Foiz Ahmed completed his MBBS at Imperial in 2004, including an intercalated BSc. He then returned to Imperial to study an MSc in Surgical Technology in 2014, and is currently working as a Consultant Plastic and Reconstructive Surgeon.

We spoke to Foiz about his time at Imperial and his career since finishing his studies.

What did you learn during your time at Imperial, in class or out?

As with most people, university was my first time away from home, with a huge amount of independence and little support. Self-reliance, organisation and planning are key skills you pick up in this time, in addition to the pragmatic and necessary knowledge from the Medicine course.

Can you tell us about your studies at Imperial?

Medicine is quite an intensive course and mixes a huge amount of factual learning with practical, patient-centred teaching. There is also a logistical element to the course – getting to various hospitals, shadowing doctors on late shifts, and navigating complicated protocols at various NHS organisations. Imperial gives access to some of the best departments and best clinicians around, and it’s important take advantage of those opportunities whilst a student – you often have a 'free pass' and access to people you won’t get quite so easily once you’re no longer a student.

Who did you find inspiring at Imperial and why?

Very sadly, my surgical inspiration passed away a few years ago, at a very young age, of an undiagnosed heart anomaly. Martin Kelly was a Consultant Plastic Surgeon at Chelsea and Westminster Hospital, and an Honorary Lecturer at Imperial. He was a naturally talented and renowned surgeon and an extremely kind man – and married to a Hollywood star! He allowed me to spend some time with him in clinics and in his operating theatres, and when I told him that I wanted to be a plastic surgeon, he gave me encouragement and invaluable advice.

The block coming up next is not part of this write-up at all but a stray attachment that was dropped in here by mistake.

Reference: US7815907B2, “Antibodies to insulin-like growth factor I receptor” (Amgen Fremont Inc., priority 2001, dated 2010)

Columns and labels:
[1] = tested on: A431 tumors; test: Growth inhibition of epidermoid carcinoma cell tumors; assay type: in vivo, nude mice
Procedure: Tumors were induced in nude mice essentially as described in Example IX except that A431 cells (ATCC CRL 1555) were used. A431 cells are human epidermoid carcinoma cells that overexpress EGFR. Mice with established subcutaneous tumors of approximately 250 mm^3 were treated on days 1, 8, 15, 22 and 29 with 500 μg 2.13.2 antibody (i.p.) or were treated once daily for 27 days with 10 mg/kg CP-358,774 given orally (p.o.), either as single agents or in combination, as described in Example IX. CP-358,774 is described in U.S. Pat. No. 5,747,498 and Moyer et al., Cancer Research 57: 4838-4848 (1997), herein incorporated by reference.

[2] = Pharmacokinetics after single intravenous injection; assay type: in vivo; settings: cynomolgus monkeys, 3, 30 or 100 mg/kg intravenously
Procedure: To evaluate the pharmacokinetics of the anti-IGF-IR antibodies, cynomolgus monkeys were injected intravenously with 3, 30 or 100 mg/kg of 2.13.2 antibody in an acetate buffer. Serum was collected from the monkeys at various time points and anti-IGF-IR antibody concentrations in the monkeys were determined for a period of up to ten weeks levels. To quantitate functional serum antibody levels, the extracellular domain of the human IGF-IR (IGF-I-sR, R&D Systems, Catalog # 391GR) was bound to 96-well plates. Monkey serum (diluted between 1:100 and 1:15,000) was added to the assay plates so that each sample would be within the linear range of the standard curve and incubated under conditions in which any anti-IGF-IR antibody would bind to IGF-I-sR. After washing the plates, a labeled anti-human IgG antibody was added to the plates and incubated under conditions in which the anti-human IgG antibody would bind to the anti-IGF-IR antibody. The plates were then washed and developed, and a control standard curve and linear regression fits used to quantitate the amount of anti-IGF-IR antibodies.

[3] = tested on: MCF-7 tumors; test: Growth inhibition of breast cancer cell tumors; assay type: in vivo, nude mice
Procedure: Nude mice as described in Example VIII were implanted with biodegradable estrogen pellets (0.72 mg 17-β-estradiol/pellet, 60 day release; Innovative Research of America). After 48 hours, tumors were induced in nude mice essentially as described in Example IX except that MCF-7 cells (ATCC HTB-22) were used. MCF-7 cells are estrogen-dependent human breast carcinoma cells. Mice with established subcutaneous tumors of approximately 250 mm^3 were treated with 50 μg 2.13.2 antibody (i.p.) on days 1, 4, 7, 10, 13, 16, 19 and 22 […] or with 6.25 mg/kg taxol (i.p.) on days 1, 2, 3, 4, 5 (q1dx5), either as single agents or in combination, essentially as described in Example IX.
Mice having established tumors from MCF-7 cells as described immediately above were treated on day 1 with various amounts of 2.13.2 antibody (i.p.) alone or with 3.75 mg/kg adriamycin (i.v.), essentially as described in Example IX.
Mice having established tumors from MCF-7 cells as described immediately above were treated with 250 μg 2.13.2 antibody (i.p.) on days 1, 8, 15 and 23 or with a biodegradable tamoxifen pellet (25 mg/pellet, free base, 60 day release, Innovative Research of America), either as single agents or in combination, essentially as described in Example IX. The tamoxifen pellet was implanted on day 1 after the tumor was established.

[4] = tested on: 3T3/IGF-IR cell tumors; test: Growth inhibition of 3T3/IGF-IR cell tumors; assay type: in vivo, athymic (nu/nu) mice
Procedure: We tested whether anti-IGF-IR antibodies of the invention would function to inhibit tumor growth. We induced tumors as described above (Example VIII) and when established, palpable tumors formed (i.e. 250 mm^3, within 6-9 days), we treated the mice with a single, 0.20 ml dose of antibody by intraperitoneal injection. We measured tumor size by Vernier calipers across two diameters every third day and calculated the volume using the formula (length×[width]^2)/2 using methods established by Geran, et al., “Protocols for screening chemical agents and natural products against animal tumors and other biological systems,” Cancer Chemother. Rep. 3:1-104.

Read Martin Kelly's obituary in The Guardian.

What is your fondest memory of your time here?

There were quite a few, but perhaps one of my favourites was playing football with all my friends in front of the Albert Hall, in the middle of the night, under the floodlights of the Albert Memorial. Simpler times.

What is your favourite place at Imperial and why?

I still live nearby, so am always around the area. Whilst I was a student there, I guess the place we spent most time was in the common rooms in halls. Friendships made on the very first day are still going strong 22 years later.

Can you tell us a bit about the work you’re doing now?

I now work as a Consultant Plastic and Reconstructive Surgeon in Hertfordshire. Most of my NHS work is split between reconstruction for breast cancer, trauma and elective hand surgery, and skin cancer work. I also carry out aesthetic procedures, in private practice in addition to the above.

I am also involved with BFIRST (British Foundation for International Reconstructive Surgery & Training), which is the charity arm of the British Association of Plastic, Reconstructive and Aesthetic Surgeons (BAPRAS). The charity aims to provide surgical training in developing and LMIC (Low and Middle Income Countries), using the principal of facilitating local doctors to provide surgical services for their own patients. The last project I was involved in was in Tanzania in 2019 – unfortunately, Covid-19 has meant that the 2020 trip had to be postponed, but we hope to continue this collaboration in the future.